Edited by Alan Cienki and Cornelia Müller
[Gesture Studies 3] 2008
► pp. 171–194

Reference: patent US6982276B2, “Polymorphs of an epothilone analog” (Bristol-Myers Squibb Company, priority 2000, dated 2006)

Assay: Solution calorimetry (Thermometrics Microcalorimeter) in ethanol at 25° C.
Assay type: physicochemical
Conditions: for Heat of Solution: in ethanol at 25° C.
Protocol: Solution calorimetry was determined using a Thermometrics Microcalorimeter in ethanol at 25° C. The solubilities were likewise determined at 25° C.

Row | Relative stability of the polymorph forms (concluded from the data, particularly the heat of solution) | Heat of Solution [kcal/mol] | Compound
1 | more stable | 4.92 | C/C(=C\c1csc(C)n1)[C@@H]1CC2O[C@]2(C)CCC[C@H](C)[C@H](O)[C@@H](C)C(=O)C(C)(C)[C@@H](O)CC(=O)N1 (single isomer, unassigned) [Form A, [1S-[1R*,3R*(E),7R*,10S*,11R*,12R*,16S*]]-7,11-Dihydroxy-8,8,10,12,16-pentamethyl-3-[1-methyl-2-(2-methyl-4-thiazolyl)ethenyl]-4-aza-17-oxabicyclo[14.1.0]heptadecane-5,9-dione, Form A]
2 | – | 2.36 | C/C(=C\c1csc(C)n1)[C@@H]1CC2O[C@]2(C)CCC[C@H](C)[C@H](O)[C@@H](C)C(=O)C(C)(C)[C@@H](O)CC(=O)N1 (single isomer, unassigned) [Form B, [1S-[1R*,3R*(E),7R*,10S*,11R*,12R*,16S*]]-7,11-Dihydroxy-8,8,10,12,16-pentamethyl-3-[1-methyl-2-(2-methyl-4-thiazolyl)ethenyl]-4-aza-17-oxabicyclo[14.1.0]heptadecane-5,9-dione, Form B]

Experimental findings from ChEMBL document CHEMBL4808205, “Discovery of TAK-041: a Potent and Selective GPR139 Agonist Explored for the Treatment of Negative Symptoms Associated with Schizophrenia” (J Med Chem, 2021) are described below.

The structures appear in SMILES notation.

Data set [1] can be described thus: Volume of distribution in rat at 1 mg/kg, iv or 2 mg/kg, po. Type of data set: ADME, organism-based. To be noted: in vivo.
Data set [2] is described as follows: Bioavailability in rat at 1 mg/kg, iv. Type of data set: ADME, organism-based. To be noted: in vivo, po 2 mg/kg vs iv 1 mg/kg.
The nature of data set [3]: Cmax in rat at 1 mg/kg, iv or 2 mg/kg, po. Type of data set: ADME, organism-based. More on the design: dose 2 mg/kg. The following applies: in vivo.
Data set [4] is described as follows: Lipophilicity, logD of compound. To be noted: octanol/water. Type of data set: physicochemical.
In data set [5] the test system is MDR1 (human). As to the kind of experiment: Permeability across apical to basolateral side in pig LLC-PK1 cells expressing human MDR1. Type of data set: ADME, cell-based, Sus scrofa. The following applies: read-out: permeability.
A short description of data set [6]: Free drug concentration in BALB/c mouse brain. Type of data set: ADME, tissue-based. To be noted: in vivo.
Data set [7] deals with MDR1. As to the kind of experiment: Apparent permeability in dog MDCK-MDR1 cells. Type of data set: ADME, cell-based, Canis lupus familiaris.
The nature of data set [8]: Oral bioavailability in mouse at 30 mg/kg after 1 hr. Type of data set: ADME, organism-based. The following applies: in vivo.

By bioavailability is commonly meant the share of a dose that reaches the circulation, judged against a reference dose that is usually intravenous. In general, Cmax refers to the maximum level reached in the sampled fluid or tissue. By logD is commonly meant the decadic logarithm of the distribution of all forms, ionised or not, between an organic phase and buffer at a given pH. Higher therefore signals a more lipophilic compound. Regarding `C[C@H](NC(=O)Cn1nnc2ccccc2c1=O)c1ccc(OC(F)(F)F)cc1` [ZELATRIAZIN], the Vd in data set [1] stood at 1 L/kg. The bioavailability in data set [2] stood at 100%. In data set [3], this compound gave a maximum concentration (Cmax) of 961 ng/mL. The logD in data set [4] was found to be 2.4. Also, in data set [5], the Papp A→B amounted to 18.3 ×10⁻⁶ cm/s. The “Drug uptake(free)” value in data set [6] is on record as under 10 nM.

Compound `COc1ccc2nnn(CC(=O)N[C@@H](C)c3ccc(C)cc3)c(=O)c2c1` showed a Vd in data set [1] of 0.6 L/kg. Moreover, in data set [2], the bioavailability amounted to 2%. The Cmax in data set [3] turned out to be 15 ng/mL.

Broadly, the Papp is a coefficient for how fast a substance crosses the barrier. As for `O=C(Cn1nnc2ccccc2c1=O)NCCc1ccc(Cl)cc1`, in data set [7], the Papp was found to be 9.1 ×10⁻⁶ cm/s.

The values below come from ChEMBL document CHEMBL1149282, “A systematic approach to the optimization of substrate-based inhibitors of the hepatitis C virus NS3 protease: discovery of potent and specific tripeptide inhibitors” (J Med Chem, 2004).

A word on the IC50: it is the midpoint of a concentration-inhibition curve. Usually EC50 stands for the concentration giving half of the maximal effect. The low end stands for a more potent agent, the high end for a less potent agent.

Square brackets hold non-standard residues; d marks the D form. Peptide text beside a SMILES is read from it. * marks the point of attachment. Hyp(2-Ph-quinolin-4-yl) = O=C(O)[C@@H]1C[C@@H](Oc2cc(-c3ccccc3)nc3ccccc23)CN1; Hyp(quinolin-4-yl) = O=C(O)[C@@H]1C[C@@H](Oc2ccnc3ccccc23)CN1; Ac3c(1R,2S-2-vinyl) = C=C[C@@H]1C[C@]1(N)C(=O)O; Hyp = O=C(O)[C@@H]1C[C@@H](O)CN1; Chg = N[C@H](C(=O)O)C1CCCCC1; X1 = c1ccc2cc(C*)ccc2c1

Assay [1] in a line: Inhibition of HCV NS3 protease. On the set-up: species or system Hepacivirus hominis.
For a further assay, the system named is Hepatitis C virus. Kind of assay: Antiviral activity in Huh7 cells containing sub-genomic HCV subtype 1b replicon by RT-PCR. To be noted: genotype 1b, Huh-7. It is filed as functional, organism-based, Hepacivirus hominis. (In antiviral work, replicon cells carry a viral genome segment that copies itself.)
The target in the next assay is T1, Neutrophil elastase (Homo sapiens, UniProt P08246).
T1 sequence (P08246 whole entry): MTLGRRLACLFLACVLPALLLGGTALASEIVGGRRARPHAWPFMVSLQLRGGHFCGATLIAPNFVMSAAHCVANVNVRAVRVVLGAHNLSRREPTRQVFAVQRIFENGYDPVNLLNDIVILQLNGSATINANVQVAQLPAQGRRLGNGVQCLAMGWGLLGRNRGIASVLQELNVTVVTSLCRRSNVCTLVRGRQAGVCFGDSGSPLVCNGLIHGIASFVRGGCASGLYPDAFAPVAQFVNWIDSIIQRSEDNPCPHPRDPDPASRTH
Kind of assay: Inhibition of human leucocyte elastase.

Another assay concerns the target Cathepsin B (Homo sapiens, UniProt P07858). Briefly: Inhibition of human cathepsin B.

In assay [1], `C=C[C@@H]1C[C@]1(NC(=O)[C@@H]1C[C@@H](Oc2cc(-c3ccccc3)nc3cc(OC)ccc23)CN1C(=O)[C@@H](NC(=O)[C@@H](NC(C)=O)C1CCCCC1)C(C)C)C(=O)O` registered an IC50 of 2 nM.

Based on a televised interview of the philosopher Jacques Derrida regarding his concept of deconstruction, this research explores the respective roles of image, speech, and gesture in the production of meaning. After having studied the linguistic characteristics of the interview in its entirety, the authors conduct a verbal and non-verbal analysis of a short excerpt, in which they examine: 1) the relevance of two recent conceptual tools developed by David McNeill et al. (1992 to present) – catchment and growth point – and 2) the use of Tuite’s schema (1993) to formalize speech production. At the end of the study, the authors propose a revised version of Tuite’s model, which integrates McNeill’s concepts of catchment and growth point. Their analysis clearly supports the hypothesis that image is influential in activating the whole process of speech production. However, the role of gesture remains unclear. Might gesture not also, and above all, be the scaffolding on which verbal production is based? The multimodal approach to Derrida’s speech presented here appears significant and revealing with regard to this question.
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